One of these following facts about William McKinley is definitely going to give you much information about what McKinley has been doing during his entire life: how great and amazing he was. William McKinley was the 25th President of the United States, serving from March 4, 1897, until his assassination in September 1901, six months into his second term. McKinley led the nation to victory in the Spanish-American War, raised protective tariffs to promote American industry, and maintained the nation on the gold standard in a rejection of inflationary proposals. To get to know more about him, here are some other facts about William McKinley you may like to know.
Facts about William McKinley 1: Devout Methodist
McKinley was a devout Methodist throughout his life, and volunteered as a teenager at his local church. He attended only one year of college, returning home due to depression and illness. Afterwards, he worked briefly as a schoolteacher.
Facts about William McKinley 2: Military Voluntary
At the outbreak of the Civil War in 1861, an 18-year-old McKinley volunteered for the military and served under Major Rutherford B. Hayes, who would, of course, go on to become president in the 1870’s. They remained close friends and political allies for the remainder of their lives. McKinley eventually earned the rank of Brevet Major.
Facts about William McKinley 3: Law School and Training
After several years of law school and training, McKinley set up a small practice in Canton, Ohio. In 1869, he was elected District Attorney of Stark County, Ohio, but was defeated in 1871 in his bid for re-election.
Facts about William McKinley 4: Deaths of His Family
That same year, he married Ida Saxton, and the couple had two daughters. Their second daughter, Ida, died in infancy in 1873, and the eldest daughter, Katherine, died of typhoid fever two years later. The couple never had anymore children. Her daughters’ deaths devastated Ida McKinley, and she began to develop psychological and physical health problems, including epilepsy and debilitating anxiety. She remained a recluse for the rest of her life, including during her husband’s presidency.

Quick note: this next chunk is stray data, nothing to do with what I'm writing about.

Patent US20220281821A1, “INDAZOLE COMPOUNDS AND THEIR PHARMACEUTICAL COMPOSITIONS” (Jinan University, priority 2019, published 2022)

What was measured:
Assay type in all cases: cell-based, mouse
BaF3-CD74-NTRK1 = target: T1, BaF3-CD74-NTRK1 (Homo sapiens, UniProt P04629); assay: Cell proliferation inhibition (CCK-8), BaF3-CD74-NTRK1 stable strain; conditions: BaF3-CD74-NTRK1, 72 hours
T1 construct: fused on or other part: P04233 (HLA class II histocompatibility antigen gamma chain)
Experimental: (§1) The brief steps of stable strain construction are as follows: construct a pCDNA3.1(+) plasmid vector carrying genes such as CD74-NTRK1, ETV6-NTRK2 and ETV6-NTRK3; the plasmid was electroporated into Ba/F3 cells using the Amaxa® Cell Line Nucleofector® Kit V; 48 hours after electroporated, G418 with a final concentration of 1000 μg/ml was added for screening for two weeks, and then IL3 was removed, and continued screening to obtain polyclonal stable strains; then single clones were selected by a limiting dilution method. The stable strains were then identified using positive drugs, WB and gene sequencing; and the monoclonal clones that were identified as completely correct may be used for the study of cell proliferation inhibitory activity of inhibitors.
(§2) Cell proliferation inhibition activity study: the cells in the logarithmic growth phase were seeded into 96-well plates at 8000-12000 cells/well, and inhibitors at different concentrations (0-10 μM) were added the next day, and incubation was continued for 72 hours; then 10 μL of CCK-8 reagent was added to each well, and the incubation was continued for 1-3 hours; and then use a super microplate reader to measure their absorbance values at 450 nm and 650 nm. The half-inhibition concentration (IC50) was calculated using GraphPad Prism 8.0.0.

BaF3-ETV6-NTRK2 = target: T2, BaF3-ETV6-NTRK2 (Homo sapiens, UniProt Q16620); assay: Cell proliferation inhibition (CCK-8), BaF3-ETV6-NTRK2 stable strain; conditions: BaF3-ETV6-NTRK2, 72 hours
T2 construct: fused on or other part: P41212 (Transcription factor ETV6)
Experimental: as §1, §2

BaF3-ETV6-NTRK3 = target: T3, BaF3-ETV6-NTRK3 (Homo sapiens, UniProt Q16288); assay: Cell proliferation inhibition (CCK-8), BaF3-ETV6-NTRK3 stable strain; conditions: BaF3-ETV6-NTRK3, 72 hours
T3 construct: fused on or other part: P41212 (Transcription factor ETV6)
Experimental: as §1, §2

Facts about William McKinley 5: Independently-Minded
From the start of his first term in Congress, McKinley proved himself to be independently-minded, frequently voting across the aisle and event voting once to override a presidential veto from his friend and fellow Republican Hayes.
Facts about William McKinley 6: Chairman of the Committee
By the late 1880’s, McKinley had become a member of the powerful House Ways and Means Committee, and after failing in a bid to become Speaker of the House in 1888, he instead was appointed as the chairman of the committee. As chairman, he was instrumental in passing a new tariff that greatly increased the taxes levied against foreign products entering the country.
Facts about William McKinley 7: Worst Economic Depression
The McKinley Tariff went over like a lead balloon. Domestic prices shot up throughout the early 1890’s as demand for them increased, and the economy delved into the worst economic depression of the 19th century. Numerous Republicans lost seats around the country, including McKinley, who was defeated for re-election in 1890.
Facts about William McKinley 8: Nominated for President
Finding himself out of a job in 1891, McKinley ran for governor of Ohio and won, taking office in 1892. He proved a popular governor, and was re-elected in 1894. Despite his involvement in the unpopular tariff that was named for him, McKinley managed to maintain a prominent profile in Republican politics, and was nominated for president in 1896.
Facts about William McKinley 9: Front Porch Campaign
McKinley instituted an effective “Front Porch Campaign,” opting to meet with voters and journalists at his home in Ohio, rather than touring the country giving speeches, as his Democratic challenger (William Jennings Bryan) was doing. It paid off. McKinley won the election in a narrow victory, winning 51% of the popular vote.
Facts about William McKinley 10: Successful Presidency
McKinley’s presidency was widely viewed as a successful one, with the economy improving and American businesses growing larger. McKinely was also given credit for America’s resounding victory in the Spanish-American war, which resulted in territorial gains for the U.S. In 1900, McKinley again faced William Jennings Bryan in the election, and this time defeated him handily.
Hope you found those William McKinley facts really interesting and useful to read.